How can I solidify this knowledge, make it concrete?  There are a few phrases that come to mind:

1. Smart feet:  put myself where I need to be, and the rest will follow. Convincing myself to get started is always the hardest part!  Once I’m there (whether at the pool or on my website), I know what to do.

2. Focus on what’s in front of me:  I can’t solve something that’s three steps down the road.  I can only take the next right action, and see what its consequences are.

3. Keep my word to myself:  I do this by putting my commitments to myself in Google Calendar.  To keep the same examples, even if it’s swimming and blogging, if I don’t do them I make myself delete them from the calendar, and I hate doing that.  I’d rather show myself that I’m trustworthy by keeping my word, just as I keep it to others.

I’m not quite ready to delete the game from my phone, but maybe I can mention it to my coach.  She would probably ask, “What if you just deleted it?”  In the meantime, I’m cooking a veggie frittata, blogging, and can’t wait to go swim.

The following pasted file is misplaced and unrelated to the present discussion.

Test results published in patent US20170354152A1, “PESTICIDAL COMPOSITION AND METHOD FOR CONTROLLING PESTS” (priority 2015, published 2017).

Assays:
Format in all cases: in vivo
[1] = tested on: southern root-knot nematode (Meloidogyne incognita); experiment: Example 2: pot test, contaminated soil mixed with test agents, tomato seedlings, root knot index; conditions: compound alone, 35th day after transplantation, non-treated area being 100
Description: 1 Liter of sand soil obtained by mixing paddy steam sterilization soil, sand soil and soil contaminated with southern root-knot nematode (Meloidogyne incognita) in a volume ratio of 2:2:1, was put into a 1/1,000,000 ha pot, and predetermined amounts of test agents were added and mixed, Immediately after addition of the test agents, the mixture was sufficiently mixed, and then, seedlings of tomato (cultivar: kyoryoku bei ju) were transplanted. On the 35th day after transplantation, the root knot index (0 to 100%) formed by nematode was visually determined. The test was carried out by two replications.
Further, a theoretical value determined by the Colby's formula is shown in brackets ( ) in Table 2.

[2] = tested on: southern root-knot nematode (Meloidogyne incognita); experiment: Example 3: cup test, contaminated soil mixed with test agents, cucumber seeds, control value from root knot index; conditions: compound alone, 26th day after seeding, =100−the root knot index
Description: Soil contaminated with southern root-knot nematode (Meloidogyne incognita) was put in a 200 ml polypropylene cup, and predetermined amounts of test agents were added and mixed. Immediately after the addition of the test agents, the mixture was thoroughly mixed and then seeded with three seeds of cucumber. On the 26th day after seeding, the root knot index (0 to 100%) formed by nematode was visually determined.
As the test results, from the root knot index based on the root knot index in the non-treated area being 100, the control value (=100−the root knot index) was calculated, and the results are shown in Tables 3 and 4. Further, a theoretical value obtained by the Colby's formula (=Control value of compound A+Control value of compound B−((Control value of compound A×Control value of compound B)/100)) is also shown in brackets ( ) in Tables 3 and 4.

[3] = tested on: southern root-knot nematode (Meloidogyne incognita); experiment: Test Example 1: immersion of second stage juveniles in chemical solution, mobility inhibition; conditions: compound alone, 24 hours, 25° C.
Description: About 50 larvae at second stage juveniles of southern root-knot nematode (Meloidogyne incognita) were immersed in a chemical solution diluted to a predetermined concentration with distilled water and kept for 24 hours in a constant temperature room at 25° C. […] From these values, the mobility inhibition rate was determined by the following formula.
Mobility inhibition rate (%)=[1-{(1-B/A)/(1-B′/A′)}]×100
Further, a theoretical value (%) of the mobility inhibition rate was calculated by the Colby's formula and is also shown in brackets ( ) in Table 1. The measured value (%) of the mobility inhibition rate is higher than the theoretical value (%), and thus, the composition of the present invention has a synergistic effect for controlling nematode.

How will you keep your word to yourself today?  What are you committed to?  How wil you honor those commitments?

I’d love to hear what you think.  Please leave a comment or send me an email!

Warmly,

Mary

Finding a Peaceful Oasis (or Two)

Last Saturday, my husband and I found an oasis that was new to us.  We drove to the NJ Audubon Society for a hike through the woods along the Passaic River, listening to birdsong.  We spotted a few birds (swallows being the only ones I could confidently identify).  Their music was as resonant as the sighting of them was elusive.  Sometimes I did spot one fluttering, diving or weaving through the treetops, but only a glimpse.

A couple of years ago, we spent a long weekend in Cape May during peak fall migratory season.  Two Audubon guides pointed out egrets, kestrels, and merlins.  They trained us to call out the birds’ location by the hour of the clock, to first look with just our eyes, then to lift our binoculars.

Our leaders may not have been impressed with our bird identification (or lack thereof) if they’d joined our hike on Saturday, but they would have been pleased at how happy we were simply being there, appreciating nature.  It was such a pretty spot: bushes with little white flowers, a plant that looked almost like honeysuckle, so many chipmunks, an occasional bumblebee, and tall, majestic trees that seemed to emanate wisdom.